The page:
Look who’s visiting from Hamilton and preventing any work from getting done:
No Sneezing At My Money
I’m a very lucky man. I’ve always known that. Well, more precisely, improbable things tend to happen to me. I play all those expensive hospital lotteries every year, because I figure that at least the money goes to a very deserving cause that will likely benefit me or my loved ones one day soon.
So you won’t be shocked to learn that every year I usually win something, even a small thing. That’s right. I’m a lottery winner.
Hey, $50 is nothing to sneeze at.
Old Man Logan Airport
Greetings from Boston’s Logan airport, where I arrived three hours early for my flight back to Canada, fully expecting to lounge my time away in the glories of a magical, modern international airport. But no. The Air Canada terminal is a single small room that hasn’t been vacuumed in 25 years. Really not what I was hoping for.
On the plus side, this is the only trip I’ve ever taken –especially to the USA– during which, not only was I *NOT* selected for additional “random” security screening, but all the security dudes were extremely cool, working-class nice to me. You know what I’m about, “Yo, dude, I gotta tell you to take your shoes off, but we both know that’s bullshit.”
Feeling a little nostalgic these days, probably because I binge-watched Stranger Things season 2 last night. I got a little misty-eyed at the end, during the Snowball dance scene. I’m not spoiling any important plot points when I tell you that, in the end, Dustin Henderson‘s dork self thinks he’s a sexy mofo, but requires his friend’s older sister, Nancy Wheeler, to give him a pity dance. It was a sweet scene, which really encapsulates why I love this show so much: it just brings me back to my own dorky youth, which is probably everybody’s dorky youth, especially when it involves the early 80s, Dungeons & Dragons, and alternate realms.
Struggling to kill time here in the airport, I just watched two nerdy shows: The Gifted (which is 27 flavours of AWESOME) and Supergirl (which…. isn’t.) The latter is noteworthy to this blog for one reason and one reason alone… the episode namechecked my favourite character from the atrocious Superman TV show Smallville, Chloe, who was played by the divine Allison Mack, whose current sex scandal I mentioned here just two days ago.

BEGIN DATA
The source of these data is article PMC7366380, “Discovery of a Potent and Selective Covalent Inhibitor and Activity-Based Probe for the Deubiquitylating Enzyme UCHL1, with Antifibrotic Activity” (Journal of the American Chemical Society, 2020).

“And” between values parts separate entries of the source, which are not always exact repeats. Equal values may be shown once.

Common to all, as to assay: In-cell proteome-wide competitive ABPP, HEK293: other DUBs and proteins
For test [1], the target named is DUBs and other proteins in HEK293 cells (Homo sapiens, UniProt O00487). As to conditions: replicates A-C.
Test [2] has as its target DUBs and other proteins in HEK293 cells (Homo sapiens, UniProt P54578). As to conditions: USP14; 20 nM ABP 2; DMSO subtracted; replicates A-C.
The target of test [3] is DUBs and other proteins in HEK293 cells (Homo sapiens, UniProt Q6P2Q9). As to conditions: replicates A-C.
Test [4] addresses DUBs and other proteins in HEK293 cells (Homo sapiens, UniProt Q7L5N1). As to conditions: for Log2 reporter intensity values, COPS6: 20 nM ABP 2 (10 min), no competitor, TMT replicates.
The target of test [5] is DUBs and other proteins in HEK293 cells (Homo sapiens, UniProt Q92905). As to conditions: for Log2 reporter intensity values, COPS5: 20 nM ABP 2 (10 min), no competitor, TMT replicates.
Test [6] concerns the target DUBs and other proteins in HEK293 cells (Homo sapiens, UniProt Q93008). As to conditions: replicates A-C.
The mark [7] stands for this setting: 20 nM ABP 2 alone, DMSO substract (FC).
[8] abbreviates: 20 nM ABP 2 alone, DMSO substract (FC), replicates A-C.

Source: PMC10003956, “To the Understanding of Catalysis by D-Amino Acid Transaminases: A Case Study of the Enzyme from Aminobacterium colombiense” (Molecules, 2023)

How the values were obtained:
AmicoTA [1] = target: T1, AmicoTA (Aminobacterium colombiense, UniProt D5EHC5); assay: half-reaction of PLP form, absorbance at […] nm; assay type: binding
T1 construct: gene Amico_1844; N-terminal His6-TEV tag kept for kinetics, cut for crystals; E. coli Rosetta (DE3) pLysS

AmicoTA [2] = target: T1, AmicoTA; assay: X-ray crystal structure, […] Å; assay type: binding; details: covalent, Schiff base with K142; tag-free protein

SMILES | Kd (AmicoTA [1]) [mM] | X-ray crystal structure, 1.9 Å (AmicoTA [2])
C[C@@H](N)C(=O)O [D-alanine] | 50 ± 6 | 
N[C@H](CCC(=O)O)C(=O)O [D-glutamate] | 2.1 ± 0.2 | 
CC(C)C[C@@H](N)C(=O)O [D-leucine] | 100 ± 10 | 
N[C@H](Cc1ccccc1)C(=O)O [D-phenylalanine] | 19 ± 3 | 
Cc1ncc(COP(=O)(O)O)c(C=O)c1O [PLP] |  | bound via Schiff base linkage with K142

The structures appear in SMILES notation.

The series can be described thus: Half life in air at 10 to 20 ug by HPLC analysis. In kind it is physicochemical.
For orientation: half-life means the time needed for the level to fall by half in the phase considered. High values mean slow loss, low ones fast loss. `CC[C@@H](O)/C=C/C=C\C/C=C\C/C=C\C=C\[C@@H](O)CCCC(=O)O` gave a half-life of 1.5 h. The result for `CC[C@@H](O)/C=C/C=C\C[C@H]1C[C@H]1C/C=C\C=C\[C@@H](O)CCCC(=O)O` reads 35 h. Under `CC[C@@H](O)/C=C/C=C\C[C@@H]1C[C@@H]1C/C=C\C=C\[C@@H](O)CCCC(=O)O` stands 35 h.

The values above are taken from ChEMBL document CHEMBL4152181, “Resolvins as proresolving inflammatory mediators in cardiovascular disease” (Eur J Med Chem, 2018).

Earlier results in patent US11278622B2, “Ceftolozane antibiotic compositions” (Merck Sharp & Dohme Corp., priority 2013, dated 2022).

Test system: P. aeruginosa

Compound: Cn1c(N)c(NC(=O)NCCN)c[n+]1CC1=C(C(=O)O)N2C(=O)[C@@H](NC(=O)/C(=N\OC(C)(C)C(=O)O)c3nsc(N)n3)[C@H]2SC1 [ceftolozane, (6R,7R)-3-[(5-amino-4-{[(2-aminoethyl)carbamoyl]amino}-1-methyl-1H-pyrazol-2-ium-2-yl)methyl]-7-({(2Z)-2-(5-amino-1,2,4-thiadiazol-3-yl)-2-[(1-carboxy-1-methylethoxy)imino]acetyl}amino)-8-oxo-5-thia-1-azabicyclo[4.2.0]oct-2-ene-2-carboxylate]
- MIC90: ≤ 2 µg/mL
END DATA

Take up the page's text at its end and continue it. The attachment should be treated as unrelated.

And while we’re on the topic of callbacks to old Superman shows, a character in the episode used the name Noel Neill, who just happened to have been TV’s first Lois Lane. I’m old enough to remember when she was the only Lois Lane, and when George Reeves was the one and only Superman. (Kirk Alyn didn’t count.)
On hearing Neill’s name mentioned, I looked her up, and was saddened to learn that she had passed away only last year, at the age of 95. Mind you, she died in the same year as Bowie, Prince, and George Michael, among others, so it’s not surprising that her death was not on my radar. But still… I bid farewell to yet another figure from my extreme youth.
What I want to talk about today, though, is something I think I only I –and about 970 million other people– am uniquely qualified to expound upon. See, in the new intolerant outrage culture, the threshold for something being “-ist”, whether it be racist, sexist, humanist, Epidemiologist, whatever, is remarkably low.
For example, you know my regular series of “Separated at Birth” faces, in which I point out which famous people resemble each other? Well, just this week, someone wrote this week to complain that I am apparently “transphobic” because I find that Chaz Bono resembles George Zimmerman.
(And that. my friends, is yet one more reason I am avoiding social media these days. The world now has a pickle shortage, since they’re all shoved up righteous asses. And I like pickles.)
Speaking of Sneezing…. Apu!